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PowerPoint® Lecture Slide Presentation by Vince Austin
Human Anatomy & Physiology
FIFTH EDITION
Elaine N. Marieb
Chapter 26
The Urinary System
Part B
Copyright © 2003 Pearson Education, Inc. publishing as Benjamin Cummings
Capillary Beds of the Nephron
• Every nephron has two capillary beds
• Glomerulus
• Peritubular capillaries
• Each glomerulus is:
• Fed by an afferent arteriole
• Drained by an efferent arteriole
Copyright © 2003 Pearson Education, Inc. publishing as Benjamin Cummings
Capillary Beds of the Nephron
• Blood pressure in the glomerulus is high because:
• Arterioles are high-resistance vessels
• Afferent arterioles have larger diameters than
efferent arterioles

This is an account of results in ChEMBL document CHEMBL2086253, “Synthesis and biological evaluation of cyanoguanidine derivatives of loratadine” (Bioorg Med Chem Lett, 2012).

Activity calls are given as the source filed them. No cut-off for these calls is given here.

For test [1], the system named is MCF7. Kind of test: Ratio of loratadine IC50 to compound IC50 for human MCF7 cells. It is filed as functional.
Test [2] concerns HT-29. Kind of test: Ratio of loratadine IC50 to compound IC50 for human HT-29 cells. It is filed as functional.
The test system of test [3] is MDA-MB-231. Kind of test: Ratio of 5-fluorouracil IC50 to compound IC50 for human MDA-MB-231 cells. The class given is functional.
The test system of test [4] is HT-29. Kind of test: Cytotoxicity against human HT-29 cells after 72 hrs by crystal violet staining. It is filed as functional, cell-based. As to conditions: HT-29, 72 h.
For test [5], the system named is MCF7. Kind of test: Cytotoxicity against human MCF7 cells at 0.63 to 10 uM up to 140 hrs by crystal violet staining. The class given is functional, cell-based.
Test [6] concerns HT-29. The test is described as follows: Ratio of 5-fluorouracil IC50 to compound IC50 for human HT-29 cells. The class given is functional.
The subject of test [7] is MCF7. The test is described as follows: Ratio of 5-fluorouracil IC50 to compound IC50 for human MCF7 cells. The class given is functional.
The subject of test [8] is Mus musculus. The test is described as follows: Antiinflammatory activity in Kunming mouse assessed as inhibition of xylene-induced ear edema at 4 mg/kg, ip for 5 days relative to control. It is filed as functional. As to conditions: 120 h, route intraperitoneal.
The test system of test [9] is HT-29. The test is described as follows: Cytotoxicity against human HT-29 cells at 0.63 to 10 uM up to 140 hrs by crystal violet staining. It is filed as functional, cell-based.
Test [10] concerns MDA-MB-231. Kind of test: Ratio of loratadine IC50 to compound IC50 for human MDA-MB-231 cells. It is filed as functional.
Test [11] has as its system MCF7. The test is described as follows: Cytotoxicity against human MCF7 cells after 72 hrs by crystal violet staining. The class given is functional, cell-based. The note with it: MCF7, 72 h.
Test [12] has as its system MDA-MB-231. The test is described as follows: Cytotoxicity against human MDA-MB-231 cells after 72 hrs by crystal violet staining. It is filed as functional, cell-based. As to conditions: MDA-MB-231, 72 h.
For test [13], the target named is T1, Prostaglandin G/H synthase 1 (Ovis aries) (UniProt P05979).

• Fluids and solutes are forced out of the blood
throughout the entire length of the glomerulus
Copyright © 2003 Pearson Education, Inc. publishing as Benjamin Cummings
Capillary Beds
• Peritubular beds are low-pressure, porous capillaries
adapted for absorption that:
• Arise from efferent arterioles
• Cling to adjacent renal tubules
• Empty into the renal venous system
• Vasa recta – long, straight efferent arterioles of
juxamedullary nephrons
Copyright © 2003 Pearson Education, Inc. publishing as Benjamin Cummings
Capillary Beds
Figure 26.5a
Copyright © 2003 Pearson Education, Inc. publishing as Benjamin Cummings
Vascular Resistance in Microcirculation
• Afferent and efferent arterioles offer high resistance
to blood flow
• Blood pressure declines from 95mm Hg in renal
arteries to 8 mm Hg in renal veins
• Resistance in afferent arterioles:
• Protects glomeruli from fluctuations in systemic
blood pressure
• Resistance in efferent arterioles:
• Reinforces high glomerular pressure
• Reduces hydrostatic pressure in peritubular
capillaries